1. GOOD NIGHT SLEEP
We all know it too well. Due to all the stress of everyday life and the attempt to reconcile work, family and free time, we often forget to sleep (enough). The importance of sleep and especially how important it is to sleep at least 7-9 hours a day has been proven in more than one study and documented by the National Sleep Foundation. Of course, the amount of sleep needed varies from person to person, as well as from age to age.
Why do we have to sleep at all?
While you sleep, your mind and body are relieved. Sleep is a basic need and indispensable. According to Planet-Wissen, the pineal gland in the brain is responsible for signaling to the body that we need a break by releasing melatonin. The most important are the REM and deep sleep phases. REM stands for Rapid Eye Movement, a phase of sleep in which our brain works at full speed, comparable to the waking state and we therefore dream clearly and vividly. Many sleep researchers assume that in the REM phase, primarily emotional sensory impressions, but also information, are processed. The deep sleep phase is the phase of deepest physical relaxation. The world reports that too little sleep can massively impair a person's performance, attention and cognitive abilities. In general, sleep deprivation can lead to a higher risk of obesity, type 2 diabetes and increased mortality. Scientists from the University of Bonn and King's College London have discovered that schizophrenic symptoms can be caused after just 24 hours without sleep. But too much sleep can also have health risks.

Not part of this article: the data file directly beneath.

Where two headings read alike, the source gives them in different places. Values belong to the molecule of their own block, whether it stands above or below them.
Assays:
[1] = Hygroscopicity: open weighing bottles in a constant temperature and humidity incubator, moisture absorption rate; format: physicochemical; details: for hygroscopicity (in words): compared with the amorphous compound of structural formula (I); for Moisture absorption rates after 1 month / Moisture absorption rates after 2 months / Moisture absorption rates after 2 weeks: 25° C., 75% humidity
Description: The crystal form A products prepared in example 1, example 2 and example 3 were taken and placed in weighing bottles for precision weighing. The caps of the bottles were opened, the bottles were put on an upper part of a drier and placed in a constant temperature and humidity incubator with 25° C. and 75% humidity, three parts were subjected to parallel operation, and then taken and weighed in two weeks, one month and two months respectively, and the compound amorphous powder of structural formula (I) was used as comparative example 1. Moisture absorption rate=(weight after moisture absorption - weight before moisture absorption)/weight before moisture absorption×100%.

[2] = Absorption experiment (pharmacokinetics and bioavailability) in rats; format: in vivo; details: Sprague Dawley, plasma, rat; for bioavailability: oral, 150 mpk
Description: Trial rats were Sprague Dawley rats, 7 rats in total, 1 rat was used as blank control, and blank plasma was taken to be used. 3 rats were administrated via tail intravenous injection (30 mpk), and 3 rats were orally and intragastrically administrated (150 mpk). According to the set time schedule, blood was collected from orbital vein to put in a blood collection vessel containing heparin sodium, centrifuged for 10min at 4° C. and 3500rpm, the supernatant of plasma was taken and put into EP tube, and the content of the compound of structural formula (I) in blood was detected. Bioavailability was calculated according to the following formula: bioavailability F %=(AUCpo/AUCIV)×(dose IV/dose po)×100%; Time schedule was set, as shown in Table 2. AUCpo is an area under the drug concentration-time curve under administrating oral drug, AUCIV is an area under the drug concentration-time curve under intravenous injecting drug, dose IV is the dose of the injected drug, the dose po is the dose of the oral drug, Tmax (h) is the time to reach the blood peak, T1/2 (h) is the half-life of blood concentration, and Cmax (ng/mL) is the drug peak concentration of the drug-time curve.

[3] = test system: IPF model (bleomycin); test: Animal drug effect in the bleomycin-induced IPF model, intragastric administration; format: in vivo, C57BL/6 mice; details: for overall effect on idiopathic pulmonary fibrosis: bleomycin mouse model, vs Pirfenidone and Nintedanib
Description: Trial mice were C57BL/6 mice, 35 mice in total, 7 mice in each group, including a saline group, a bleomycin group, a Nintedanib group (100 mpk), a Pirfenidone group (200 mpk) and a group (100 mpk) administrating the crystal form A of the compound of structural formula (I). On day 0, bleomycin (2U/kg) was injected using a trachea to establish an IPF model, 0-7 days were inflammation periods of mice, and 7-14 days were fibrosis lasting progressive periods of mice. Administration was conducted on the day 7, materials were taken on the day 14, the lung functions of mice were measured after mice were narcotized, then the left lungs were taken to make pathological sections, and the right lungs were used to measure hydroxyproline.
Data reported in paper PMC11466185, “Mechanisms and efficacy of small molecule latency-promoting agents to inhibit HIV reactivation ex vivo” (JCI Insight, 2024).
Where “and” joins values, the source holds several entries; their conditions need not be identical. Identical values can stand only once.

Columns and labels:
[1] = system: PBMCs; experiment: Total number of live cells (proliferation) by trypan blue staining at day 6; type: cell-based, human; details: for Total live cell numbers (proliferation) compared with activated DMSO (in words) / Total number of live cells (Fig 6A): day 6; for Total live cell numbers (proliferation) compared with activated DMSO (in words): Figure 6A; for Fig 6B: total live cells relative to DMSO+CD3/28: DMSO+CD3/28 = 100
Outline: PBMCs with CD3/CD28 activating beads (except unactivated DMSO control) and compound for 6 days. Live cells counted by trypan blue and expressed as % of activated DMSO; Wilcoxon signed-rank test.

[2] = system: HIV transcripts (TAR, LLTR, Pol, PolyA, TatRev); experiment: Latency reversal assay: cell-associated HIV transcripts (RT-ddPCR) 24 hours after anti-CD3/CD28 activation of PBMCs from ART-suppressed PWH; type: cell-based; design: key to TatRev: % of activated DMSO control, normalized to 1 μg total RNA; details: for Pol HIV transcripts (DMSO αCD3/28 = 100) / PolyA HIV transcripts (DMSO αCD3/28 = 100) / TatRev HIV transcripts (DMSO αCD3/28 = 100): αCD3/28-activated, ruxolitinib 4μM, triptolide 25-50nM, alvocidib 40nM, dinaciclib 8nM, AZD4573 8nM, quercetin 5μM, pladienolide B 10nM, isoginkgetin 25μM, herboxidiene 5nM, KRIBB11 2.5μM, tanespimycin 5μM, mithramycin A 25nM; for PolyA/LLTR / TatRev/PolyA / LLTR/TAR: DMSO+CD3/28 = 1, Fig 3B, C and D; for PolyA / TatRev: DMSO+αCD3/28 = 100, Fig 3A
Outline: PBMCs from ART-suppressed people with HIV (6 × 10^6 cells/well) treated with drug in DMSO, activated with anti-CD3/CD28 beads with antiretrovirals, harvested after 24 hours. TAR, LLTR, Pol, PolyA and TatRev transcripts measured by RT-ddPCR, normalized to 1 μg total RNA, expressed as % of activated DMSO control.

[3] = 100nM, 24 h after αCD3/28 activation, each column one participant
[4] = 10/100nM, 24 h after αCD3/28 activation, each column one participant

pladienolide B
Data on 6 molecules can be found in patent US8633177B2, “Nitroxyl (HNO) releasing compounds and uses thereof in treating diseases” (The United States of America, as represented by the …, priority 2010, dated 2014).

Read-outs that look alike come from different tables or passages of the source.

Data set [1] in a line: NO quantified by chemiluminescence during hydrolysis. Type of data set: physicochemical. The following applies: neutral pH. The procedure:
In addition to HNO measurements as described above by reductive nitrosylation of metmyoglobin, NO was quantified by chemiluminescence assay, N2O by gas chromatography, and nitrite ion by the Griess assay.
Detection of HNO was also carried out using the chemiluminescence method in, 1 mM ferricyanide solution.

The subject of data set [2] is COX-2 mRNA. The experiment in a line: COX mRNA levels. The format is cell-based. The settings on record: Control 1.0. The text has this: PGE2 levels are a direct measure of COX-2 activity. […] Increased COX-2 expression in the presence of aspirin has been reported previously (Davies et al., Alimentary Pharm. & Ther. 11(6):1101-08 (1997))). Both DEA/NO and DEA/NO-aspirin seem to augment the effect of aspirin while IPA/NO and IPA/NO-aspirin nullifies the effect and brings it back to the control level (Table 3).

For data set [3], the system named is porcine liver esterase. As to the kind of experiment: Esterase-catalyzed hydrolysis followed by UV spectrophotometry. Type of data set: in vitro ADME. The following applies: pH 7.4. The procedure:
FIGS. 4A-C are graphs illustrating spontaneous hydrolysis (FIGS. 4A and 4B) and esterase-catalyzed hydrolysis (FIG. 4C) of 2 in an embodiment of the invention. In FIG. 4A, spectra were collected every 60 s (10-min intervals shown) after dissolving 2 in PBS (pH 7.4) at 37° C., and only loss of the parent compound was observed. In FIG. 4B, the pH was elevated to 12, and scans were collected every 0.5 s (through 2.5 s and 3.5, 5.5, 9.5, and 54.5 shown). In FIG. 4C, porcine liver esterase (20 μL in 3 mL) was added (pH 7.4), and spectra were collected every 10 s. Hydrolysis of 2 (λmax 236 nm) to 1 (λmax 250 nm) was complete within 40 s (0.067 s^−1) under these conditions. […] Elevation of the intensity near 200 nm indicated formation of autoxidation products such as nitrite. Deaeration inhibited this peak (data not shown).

It is always best to listen to your own body and the signals it sends out. A routine helps to find a good rhythm. Heartbeat, breathing and digestion: These and most other processes in our body follow a natural rhythm. It is controlled by our internal clock. It is essentially subject to the alternation of day and night – and thus brightness and darkness. Chronobiology, the study of our temporal processes, calls this the circadian rhythm. If this gets out of step, the problems are not long in coming. Where they make themselves felt most quickly is in the digestive system.
Specifically scheduled breaks are extremely important for our health! Everyone deals with occasionalstress, from work deadlines to the morning commute. But when we have serious, hard-to-manage stress, you may have noticed that your digestive system is out of whack. Stress has a negative effect on our health and it is therefore important to relax more often and take targeted breaks at different moments. But when and how long should breaks be taken so that they can have a positive effect on our health and how should they be designed? Not every person needs a break at the same time, which speaks for self-determined breaks. In order to be able to really recover during the break, it is particularly important to distance yourself mentally from the work task. Active breaks are recommended for sedentary activities in order to activate the entire body. Passive breaks by eating food during physical exertion ensure that the body and especially the brain are supplied with energy. At workplaces with a high level of screen activity, it is also important to carry out another visual task during the break, e.g.B Looking into the distance relaxes the eyes. Self-imposed breaks are particularly important for people with irritable bowel. Emotional stress triggers the symptoms in 60% of women and 40% of men with irritable bowel syndrome. The reason seems to be the increased release of the adrenocorticotropic hormone (ACTH), corticotropin releasing factor (CRF) and noradrenaline (hormone that increases blood pressure). The secretion in turn activates mast cells and enterochromaffin cells (EC cells) and ultimately alters gut motility. Which means something like that the intestinal activity is disturbed. It can either be elevated and in this case diarrhea occurs - or it is reduced and constipation is the result. The only things that currently help here are avoidance of stress and conscious relaxation exercises/breaks.